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With Thanksgiving around the corner for those of us in the US, I was thinking about trying out something new when I brine my turkey this year. I've used brining for the past two years and have found it is a great way to insure a moist and flavorful bird.

 

In previous years I've brined my turkey in a salt, sugar, vegetable broth, fruit juice, spice mixture, and then cooked the bird with various aromatics in its cavity (i.e. apple/onion, orange/lemon, sage, rosemary, garlic). This time, however, I was thinking of going in a citrus/fennel direction for my brining and roasting. I was thinking I might even put a little bit of absinthe in the brining liquid, but wasn't sure if this might be ill-advised.

 

So, with that as my impetus, I thought we could use a general recipe thread to post holiday recipes, cooking tips, questions, and of course that previously mentioned absinthe sorbet recipe!

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I've started cheating on the bird. We have a couple of local businesses that smoke turkeys and the product is just too good. I'll still make a sweet potato dish, a wild rice dish and hot pepper cranberry sauce but why mess with cooking when I can get a perfectly smoked turkey for only a few dollars more? Our Thanksgiving is usually 20 - 30 friends and family with a wide variety of traditional and not so traditional side dishes.

 

I usually make a Cranberry Mead/Champaign Punch that guarantees the dinner will be happily received no matter how bad the food. :devil:

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You Alton junkie.

 

Guilty as charged. :)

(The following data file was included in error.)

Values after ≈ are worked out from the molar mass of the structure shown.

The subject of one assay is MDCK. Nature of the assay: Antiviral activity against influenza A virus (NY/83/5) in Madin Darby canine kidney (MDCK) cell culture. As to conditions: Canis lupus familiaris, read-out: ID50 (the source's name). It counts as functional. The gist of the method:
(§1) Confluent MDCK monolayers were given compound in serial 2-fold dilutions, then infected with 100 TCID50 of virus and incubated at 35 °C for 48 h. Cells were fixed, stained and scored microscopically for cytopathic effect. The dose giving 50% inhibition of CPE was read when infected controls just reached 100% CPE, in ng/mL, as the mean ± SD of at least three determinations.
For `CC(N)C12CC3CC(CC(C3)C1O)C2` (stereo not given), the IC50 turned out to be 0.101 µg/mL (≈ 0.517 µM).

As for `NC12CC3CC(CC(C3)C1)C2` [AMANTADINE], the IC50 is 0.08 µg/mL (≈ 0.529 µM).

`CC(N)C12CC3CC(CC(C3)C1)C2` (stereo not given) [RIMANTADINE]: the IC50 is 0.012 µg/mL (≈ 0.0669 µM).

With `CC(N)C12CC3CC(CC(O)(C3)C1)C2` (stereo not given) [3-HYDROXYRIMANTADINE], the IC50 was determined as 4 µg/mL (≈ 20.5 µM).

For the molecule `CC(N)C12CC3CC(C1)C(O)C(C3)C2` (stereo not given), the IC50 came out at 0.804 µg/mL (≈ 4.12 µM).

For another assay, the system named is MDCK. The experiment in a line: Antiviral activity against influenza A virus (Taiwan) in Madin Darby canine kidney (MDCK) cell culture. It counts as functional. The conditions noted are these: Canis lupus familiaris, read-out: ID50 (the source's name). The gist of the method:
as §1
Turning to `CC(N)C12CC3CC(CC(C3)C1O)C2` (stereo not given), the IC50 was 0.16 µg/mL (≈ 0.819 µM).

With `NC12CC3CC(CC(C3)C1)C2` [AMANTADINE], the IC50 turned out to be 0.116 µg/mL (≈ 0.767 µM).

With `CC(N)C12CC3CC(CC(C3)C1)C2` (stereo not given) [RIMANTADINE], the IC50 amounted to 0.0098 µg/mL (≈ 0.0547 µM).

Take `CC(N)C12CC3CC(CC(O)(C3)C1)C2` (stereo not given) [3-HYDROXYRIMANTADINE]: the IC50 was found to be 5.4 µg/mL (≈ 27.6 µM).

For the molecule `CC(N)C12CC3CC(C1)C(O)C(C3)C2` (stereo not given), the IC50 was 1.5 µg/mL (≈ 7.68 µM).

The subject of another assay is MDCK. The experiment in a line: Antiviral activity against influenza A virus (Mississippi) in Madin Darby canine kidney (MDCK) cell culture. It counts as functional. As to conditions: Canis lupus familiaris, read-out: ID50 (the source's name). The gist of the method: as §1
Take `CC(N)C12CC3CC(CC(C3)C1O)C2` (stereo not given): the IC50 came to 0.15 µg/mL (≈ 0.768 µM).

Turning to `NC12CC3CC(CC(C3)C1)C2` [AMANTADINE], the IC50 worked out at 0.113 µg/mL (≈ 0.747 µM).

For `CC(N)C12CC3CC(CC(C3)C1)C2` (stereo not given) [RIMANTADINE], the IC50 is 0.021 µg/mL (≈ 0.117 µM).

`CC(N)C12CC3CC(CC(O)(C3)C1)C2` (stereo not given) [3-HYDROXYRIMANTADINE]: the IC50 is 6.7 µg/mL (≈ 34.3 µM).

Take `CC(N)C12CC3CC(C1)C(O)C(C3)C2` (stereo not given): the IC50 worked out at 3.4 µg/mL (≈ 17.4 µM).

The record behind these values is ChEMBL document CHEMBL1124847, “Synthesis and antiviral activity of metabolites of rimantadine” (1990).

So, here's what I'm thinking of doing for my turkey brine/roasting this year. Any feedback would be appreciated, especially if you see me headed down the wrong path.

 

Starting with the standard AB recipe, I'll brine my 10-12 lb. birdie in a mixture of the following: water, kosher salt, honey or brown sugar, homemade vegetable broth (carrots, celery, onion, fennel bulb), orange juice, lemon juice, garlic, pepper corns, ginger, and a shot of absinthe just for the hell of it. After brining for a day or so, I'll roast the turkey in the oven with the cavity stuffed with the following aromatics: an orange quartered, a lemon quartered, garlic, 1/2 bulb fennel, an onion quartered, and perhaps some sage. I've found the fennel-citrus combo to be a great thing (I've made a tart apple/shaved fennel salad with ricotta salada and a citrus dressing that people absolutely rave about), so I thought why not try the flavors with my turkey. My only concern is that I don't want it to be to fennely (is that a word?), in case others don't care for the flavor. However, I have found that even those who don't care for a licorice flavor, don't balk at fennel as a vegetable.

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I'm disappointed.

 

Have you forgotten about iceing down your breast and wrapping it up in a little foil hat for ride? :devil:

Edited by elfnmagik

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Is "brining the turkey" a new euphemism, or have I just missed it?

 

Personally, I'm a fan of anything I can cook in the microwave. Like, say, curried chicken with quinoa. Not sure how absinthe would taste in that; I'm thinking not good.

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The best turkeys I ever cooked were while living in Mexico. Us Americans got together one year for a big she-bang. I did one bird stuffed with clams, oysters & shrimp, bread crumbs, herbs & lots of butter. Cooked it in a huge weber grill. Outstanding. I did another one that day in a marinade sack with a tequila lime marinade, wrapped in a wet burlap sack and pit BBQ'd. Going to Portland this year for Thanksgiving.

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Have you forgotten about iceing down your breast and wrapping it up in a little foil hat for ride? :devil:

 

But if I ice my turkey's breast won't her nipples get hard? :devil:

 

And, are you trying to insinuate that my turkey is paranoid with your foil hat comment? [see article below.]

 

http://people.csail.mit.edu/rahimi/helmet/

Edited by jcbphd

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